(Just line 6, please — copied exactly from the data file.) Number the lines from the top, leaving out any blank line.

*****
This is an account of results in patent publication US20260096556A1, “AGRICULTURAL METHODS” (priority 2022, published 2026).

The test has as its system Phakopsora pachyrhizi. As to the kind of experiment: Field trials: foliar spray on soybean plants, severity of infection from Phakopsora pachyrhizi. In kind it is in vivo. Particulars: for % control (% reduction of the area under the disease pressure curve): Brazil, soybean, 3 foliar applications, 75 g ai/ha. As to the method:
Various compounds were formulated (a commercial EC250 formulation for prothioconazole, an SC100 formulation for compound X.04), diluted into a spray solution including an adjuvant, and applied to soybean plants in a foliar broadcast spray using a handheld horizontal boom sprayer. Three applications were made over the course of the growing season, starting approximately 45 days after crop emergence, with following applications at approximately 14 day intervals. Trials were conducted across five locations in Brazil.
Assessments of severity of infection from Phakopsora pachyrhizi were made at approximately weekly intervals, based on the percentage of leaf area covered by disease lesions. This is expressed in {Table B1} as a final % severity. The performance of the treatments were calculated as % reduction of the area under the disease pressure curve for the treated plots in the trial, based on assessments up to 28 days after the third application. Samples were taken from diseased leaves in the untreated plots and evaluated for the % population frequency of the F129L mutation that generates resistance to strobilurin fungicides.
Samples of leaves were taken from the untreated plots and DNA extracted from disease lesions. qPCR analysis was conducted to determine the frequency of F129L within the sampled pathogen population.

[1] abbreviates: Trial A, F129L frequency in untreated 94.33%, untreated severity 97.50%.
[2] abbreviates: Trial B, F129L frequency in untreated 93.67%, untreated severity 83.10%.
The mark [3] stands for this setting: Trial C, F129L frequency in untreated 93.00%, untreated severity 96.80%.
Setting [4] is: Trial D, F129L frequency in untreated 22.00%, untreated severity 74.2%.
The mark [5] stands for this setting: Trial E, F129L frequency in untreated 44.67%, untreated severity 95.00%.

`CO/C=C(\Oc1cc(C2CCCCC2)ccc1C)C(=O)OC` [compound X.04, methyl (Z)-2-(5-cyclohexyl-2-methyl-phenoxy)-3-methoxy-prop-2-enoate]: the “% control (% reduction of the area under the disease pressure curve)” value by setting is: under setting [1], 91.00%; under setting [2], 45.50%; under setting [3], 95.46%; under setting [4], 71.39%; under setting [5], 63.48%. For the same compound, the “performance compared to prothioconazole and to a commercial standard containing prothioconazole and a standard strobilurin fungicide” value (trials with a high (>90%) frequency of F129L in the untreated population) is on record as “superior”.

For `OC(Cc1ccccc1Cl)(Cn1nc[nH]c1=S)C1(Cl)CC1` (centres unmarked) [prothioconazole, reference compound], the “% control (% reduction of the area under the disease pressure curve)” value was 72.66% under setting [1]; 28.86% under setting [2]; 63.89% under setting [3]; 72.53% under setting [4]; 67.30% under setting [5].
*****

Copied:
[1] abbreviates: Trial A, F129L frequency in untreated 94.33%, untreated severity 97.50%.